Alumna reveals how St Mary's set her up for success
Since leaving St Mary’s, alumna Jemima Cuthbertson has completed a history degree at The University of Exeter and is currently studying post graduate law in Cambridge. She came to speak to our Sixth Formers on 2 March – she hosted a Learning Lunch and led a Sixth Form assembly. This is what she had to say about her time at St Mary’s and how it has inspired her.
When I was in Year 8, my history teacher at St Mary’s, Mr Peachy, started each class with an example of what happened on that day in history. This small act really inspired me, because what seemed to me to be a very ordinary day, was actually a day where something remarkable or life-changing happened in the past…
- So, for the history geeks like me, early March 1917 saw the end of the Romanov dynasty, with the abdication of Tsar Nicholas II amongst the turmoil of the Russian revolution
- For music and theatre lovers, on 2 March 1965 The Sound of Music had its world premiere in New York
- 2 March 1949 saw the first automated street light installed in Connecticut, USA, before which a person had to go and physically turn the lights on and off each day
- And finally, on this day 1969 Concorde had its maiden flight
These examples show that every day has the potential to change your life and the lives of those around you – if you can utilise your energy and embrace your goals, then anything is possible.
Hopefully your time at St Mary’s is providing you with the skills you need in life, to be able to accomplish your dreams, whether you want to be an engineer and be at the cutting edge of a new discovery or maybe write an iconic song such as ‘My Favourite Things’.
I know my friends and I look back at our St Mary’s days fondly and I’m sure in a few years you will too. You will be grateful for everything you learnt whilst you were here, especially what you’ve learnt beyond the classroom. For a start, the friendships you have now, will be your friends for life and will become your support system of the future. Small things you do now whilst at school, such as helping with the Lourdes fundraising fortnight, will instil in you an understanding and support of charities in the future. Having a position of responsibility in Upper Sixth or being a mentor for a younger student will make you a better citizen that understands the need to give back to society.
Since leaving school I have been heavily involved in charity work, from volunteering with the Alzheimer's Society, to helping a small local charity develop their social media, and it has shown me that small acts can have a big impact.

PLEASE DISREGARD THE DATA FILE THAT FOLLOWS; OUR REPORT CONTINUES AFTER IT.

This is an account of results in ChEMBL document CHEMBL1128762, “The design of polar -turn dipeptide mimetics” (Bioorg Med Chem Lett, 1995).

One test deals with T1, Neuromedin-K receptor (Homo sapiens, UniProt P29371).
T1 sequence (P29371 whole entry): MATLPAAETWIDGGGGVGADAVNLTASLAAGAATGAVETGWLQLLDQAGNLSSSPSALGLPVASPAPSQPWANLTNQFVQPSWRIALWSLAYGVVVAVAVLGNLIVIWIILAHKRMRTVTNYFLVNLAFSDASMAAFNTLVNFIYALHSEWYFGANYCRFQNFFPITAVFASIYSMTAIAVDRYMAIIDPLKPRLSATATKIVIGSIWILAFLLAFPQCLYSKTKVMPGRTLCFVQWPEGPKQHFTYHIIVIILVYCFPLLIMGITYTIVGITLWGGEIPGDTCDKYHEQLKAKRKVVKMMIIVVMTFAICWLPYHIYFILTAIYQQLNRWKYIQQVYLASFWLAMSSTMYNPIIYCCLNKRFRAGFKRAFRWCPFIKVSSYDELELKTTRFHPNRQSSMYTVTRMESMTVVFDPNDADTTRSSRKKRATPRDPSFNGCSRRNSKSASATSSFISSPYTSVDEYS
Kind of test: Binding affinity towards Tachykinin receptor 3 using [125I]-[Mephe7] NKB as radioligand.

St Mary’s provided me with a safe space to learn and try new things, to find the thing I loved and was great at, whether that be in the classroom, sports field, music room or textiles suite. Every day you are learning new skills and values that will shape your future more than you may realise now. We can all be forces for change, whether your passion lies in the environment, social media, science or art, you can use that to make the world a better place, so take small steps in the right direction and with good friends, the skill set you have naturally developed from school and determination, you should know anything is possible.
If I can give you one piece of advice, it would be to set yourself goals, whether they be practical – like to get into a specific university or secure a job in a certain field – or whether you dream big of being a world champion or the person that finally cures cancer. I have personally found this extremely helpful to know where I want to be, to motivate myself and to have purpose. If you have clear short and long term goals that you are aware of, you will find every day has a purpose and you will have a direction to something you are working towards, you will naturally make small steps in the right direction and therefore you will already be on the road to achieve them.
When I was at this point in Upper Sixth, as Head Girl my short-term aim was to create a fab Sixth Form ball, my medium-term aim was to get the grades I needed for my Exeter offer and long-term I knew I was working towards being a solicitor. In the competitive legal sector, this clarity of direction really set me ahead of my peers because I knew I wanted to be a solicitor from about the age of 15/16, so now at the age of 21 I have 8 periods of legal work experience which is always noted by employers at interview. Therefore, having a clear goal you are working towards enable allow you to make small steps to strengthen the realisation of achieving that goal. Even if it’s as simple as getting a week of work experience now, you will be very grateful when you later come to completing application forms for your first job or are sat in an interview trying to find an answer as to why you chose this specific career.
I have learnt that with passion, hard work and small steps in the right direction anything is possible, so set goals, strive to be the best version of yourself, say yes to opportunities that come your way and aim high and you will all be successful at your next stages, whether that be university, an apprenticeship or your first jobs.
Please make the most of the limited time you have left at St Mary’s and enjoy every second, because you never realise just how much you loved school until you leave.
Learn more about life beyond Sixth Form at St Mary's